An extension is a form filed with the IRS to request additional time to file your federal tax return. The extension period is six months, which extends the due date for submitting your final returns from April15 to Oct. 15*. In some states, filing an extension with the IRS will automatically extend the time to complete a state income tax return. Filing an extension grants you additional time to submit your complete and accurate return, but you still need to estimate whether you will owe any taxes and pay that estimated balance, for the 2016 filing season by April 18, 2017.
Extending your return allows you and your CPA more time to prepare your tax return to ensure filing of an accurate tax return. In many cases, you may still be waiting for additional information (e.g., Schedule K-1, corrected 1099s, etc.) to complete your return.
If we recommended that you file an extension, it may be due to many reasons, such as the volume of data or complexity of certain transactions on your return requires additional time. The amount of time remaining in filing season is limited for the CPA to complete client returns by April 15* due to late information received from numerous clients. Many CPAs have a “cutoff” or deadline for clients submitting their tax information so they can plan their workload to ensure all client returns and extensions are completed by April 15*.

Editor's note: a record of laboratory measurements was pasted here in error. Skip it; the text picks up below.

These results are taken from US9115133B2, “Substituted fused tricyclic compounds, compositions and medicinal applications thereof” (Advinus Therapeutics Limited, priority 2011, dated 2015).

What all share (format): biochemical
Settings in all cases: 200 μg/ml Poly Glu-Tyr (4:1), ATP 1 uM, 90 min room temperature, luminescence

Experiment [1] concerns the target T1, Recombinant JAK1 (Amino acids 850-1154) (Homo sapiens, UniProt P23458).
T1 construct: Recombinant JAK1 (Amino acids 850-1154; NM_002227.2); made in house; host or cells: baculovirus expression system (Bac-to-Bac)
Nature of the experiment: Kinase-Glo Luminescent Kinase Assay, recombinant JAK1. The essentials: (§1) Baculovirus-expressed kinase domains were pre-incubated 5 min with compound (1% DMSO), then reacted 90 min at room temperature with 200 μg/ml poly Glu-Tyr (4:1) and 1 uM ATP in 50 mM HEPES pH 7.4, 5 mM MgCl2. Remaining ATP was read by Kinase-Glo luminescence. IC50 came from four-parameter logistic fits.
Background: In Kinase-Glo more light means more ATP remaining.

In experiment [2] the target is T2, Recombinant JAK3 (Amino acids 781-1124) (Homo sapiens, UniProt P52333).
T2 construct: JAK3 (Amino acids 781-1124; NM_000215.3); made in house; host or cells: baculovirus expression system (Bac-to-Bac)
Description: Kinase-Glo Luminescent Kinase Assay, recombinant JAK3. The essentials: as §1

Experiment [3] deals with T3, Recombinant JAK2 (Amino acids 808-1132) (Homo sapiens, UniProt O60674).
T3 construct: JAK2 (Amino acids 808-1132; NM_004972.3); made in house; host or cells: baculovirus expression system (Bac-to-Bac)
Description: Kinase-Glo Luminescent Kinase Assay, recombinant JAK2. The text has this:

Extending your return will NOT increase your likelihood of being audited by the IRS. It is better to file an extension rather than to file a return that is incomplete or that you have not had time to review carefully before signing. The primary benefits of an extension are to provide for additional time to file returns without penalty when you are waiting for missing information or tax documents (such as corrected 1099s). Just remember that an extension provides additional time to file, but not additional time to pay. Penalties may be assessed if sufficient payment is not remitted with the extension. Additionally, you may qualify for additional retirement planning opportunities or additional time to fund certain types of retirement plans (e.g., SEP IRA). Finally, the extension is often less expensive (and easier) to file than rushing to file now, and then possibly needing to amend your return later.
Filing for an extension does not change your return processing procedures, you still should give your CPA whatever information you have as early as possible or as soon as it becomes available.Expect to pay any anticipated taxes owed by April 18. You still need to submit all available tax information to your CPA promptly so he/she can determine if you will have a balance due or if you can expect a refund. If you are required to make quarterly estimated tax payments, your first quarter estimated tax payment is due April 18. Your CPA may recommend that you pay the balance due for last year and your first quarter estimated tax payment for this year with your extension. If you are anticipating a large refund, chances are your CPA will likely try to get your extended return done as soon as possible once all tax information is available.